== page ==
Although many bemoaned the lack of innovative behavioral therapies for smoking in the 1990s, recently there has been a spate of new treatments‐mindfulness, acceptance therapy, persistence therapy, etc. These new treatments have often arisen from basic psychology theories that have been validated. One of these is the “Strength Model of Self‐Control” that posits one has a limited amount of self‐control and expending self‐control in one area, depletes this resource and, thus, one has less self‐control to tackle a new problem in a different area. A meta‐analysis of 83 tests of this theory found consistent support , including studies examining smoking (Hagger, Psych Bulletin 136: 495, 2010). More recent studies have suggested this effect is due, in part, to the person’s expectancy that willpower will be diminished after exerting self‐control (Job, Psychol Sci 21:1686, 2010). They also suggest that although expending self‐control on an earlier single task immediately decreases later self‐control, this effect wears off after repeatedly dealing with the earlier task (Dang, Conscious Cog 22:816, 2013). And some are even coming up with treatments to decrease the adverse effects of expending self‐control (Schmeichel, J Pers Soc Psycho 96:770, 2009).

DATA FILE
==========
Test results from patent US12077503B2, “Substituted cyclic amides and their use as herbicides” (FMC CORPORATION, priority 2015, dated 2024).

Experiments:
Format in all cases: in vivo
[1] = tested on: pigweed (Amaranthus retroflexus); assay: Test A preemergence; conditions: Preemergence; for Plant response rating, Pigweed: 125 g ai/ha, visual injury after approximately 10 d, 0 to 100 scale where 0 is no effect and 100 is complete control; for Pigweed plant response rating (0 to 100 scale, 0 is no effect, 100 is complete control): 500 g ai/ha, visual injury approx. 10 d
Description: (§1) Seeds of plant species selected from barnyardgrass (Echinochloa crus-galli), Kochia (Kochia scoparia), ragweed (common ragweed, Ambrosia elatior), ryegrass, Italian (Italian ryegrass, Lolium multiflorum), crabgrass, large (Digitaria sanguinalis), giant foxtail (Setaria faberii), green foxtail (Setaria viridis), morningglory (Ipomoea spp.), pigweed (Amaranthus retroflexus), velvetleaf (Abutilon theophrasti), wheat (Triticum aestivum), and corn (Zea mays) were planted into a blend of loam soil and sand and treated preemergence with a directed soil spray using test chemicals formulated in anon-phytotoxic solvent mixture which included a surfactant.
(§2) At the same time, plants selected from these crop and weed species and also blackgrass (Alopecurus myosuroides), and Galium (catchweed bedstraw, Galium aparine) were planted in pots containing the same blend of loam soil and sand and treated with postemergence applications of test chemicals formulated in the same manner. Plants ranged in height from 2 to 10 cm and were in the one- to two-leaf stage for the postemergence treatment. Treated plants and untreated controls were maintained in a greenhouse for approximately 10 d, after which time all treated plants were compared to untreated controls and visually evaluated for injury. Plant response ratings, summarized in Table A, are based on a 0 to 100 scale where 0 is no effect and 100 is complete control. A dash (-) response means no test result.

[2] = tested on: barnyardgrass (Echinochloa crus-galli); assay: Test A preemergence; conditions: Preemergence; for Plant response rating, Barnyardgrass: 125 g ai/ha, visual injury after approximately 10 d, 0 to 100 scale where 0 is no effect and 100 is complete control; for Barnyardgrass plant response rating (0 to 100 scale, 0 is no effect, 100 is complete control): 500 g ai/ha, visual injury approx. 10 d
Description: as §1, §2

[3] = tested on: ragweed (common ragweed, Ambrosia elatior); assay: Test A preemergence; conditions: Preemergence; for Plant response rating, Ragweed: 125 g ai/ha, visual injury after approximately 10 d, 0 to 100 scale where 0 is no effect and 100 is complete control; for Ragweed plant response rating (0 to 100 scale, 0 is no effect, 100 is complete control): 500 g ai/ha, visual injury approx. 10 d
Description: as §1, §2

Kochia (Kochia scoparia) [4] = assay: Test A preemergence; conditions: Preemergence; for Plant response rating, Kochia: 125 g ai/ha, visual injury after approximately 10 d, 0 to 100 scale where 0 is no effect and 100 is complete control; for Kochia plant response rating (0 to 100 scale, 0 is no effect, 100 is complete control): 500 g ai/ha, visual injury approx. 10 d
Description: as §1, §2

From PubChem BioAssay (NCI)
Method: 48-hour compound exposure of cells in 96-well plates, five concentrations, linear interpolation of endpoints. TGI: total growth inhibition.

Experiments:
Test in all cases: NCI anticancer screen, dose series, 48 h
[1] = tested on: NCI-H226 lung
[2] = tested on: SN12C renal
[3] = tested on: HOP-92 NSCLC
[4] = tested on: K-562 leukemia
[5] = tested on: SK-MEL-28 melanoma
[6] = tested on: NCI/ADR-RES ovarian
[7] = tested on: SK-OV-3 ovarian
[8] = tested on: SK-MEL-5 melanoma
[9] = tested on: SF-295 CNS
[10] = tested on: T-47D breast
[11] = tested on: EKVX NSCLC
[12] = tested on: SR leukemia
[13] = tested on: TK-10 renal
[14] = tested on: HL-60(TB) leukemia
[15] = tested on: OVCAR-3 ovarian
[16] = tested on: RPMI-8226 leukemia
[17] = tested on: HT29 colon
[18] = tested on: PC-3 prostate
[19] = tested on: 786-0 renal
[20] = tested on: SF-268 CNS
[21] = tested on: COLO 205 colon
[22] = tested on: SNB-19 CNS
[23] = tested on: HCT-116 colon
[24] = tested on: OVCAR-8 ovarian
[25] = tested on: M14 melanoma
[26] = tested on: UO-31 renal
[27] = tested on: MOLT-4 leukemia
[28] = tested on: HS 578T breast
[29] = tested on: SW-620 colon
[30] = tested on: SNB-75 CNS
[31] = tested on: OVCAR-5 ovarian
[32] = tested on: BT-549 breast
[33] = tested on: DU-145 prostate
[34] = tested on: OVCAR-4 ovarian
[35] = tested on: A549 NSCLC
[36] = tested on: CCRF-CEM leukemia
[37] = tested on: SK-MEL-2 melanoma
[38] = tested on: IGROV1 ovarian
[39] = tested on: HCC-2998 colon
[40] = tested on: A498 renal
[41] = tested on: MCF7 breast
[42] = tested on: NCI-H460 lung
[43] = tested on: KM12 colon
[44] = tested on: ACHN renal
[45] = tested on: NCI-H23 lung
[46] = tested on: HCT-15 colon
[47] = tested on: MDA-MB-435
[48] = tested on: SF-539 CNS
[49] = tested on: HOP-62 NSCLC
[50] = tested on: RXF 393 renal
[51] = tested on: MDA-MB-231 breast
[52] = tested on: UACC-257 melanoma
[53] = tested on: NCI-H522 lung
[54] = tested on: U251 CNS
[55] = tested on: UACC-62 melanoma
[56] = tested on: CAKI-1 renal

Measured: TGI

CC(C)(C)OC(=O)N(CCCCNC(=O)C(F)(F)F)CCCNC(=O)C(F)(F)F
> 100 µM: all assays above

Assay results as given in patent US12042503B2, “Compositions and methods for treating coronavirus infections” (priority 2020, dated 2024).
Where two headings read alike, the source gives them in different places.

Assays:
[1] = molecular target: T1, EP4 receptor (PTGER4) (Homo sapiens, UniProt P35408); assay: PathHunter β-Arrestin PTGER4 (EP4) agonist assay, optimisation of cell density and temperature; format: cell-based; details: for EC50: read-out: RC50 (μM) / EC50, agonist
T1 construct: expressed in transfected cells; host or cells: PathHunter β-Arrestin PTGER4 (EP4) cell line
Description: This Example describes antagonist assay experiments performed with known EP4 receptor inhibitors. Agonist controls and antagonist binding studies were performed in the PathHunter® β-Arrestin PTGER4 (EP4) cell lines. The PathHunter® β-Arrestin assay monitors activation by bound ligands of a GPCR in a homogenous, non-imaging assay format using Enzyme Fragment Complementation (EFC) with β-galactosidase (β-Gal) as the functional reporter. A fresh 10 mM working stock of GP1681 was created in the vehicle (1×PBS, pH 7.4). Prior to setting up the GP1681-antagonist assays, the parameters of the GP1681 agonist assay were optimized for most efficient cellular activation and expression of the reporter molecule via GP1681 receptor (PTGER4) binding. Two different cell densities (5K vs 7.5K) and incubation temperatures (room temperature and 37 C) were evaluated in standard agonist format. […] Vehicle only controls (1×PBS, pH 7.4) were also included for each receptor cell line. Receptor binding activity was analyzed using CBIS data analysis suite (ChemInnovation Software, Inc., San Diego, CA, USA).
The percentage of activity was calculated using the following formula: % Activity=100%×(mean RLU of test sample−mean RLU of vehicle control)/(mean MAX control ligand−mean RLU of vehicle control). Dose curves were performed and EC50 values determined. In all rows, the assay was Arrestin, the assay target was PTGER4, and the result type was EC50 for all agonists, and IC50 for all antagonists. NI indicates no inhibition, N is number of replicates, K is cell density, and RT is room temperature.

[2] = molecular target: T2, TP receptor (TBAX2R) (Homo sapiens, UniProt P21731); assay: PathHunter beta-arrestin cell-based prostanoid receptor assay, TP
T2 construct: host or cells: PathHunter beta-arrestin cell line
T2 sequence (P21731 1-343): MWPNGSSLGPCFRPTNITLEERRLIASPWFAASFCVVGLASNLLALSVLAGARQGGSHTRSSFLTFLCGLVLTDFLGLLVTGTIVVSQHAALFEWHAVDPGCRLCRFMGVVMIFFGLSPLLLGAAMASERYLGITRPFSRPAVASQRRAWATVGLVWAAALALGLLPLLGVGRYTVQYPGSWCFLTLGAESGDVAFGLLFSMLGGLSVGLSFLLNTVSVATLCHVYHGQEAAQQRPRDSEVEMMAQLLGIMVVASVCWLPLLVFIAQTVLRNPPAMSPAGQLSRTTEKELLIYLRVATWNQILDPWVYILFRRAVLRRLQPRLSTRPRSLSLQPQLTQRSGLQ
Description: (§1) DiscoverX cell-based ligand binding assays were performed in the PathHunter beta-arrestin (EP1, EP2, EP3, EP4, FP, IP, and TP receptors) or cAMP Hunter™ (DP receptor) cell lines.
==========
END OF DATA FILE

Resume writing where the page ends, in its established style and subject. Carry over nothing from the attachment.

This work has many important implications, but the one that intrigues me is what it suggests when a person wants to change several behaviors. Consider the heart attack victim who needs to change his activity levels, medication compliance, diet, weight and smoking. The above model suggests he/she should not try to tackle all at once. On the other hand, since the above behaviors are often linked, they might be easier to tackle all at once (Prochaska, Prev Med 46:281, 2008). But there is amazingly little research on this. In terms of smoking, some early studies suggested dieting when trying to quit undermined the ability to remain abstinent, but later studies have challenged this. Also, although several studies suggest stopping smoking does not threaten alcohol sobriety, several studies have challenged this as well.
So what should the clinician do? I think “first things first;” i.e., what is the most important behavior to change in the short term and lets focus on that (and sometimes the patient and the clinician disagree with on which is the more important‐but here I believe in “the customer is always right” rule). I also think that, in the absence of convincing data, if someone wants to tackle two things at once, let’s let them do that, but warn them this may be difficult and if they have to give up one, it should be the less important one.
Look forward to hearing thoughts on this.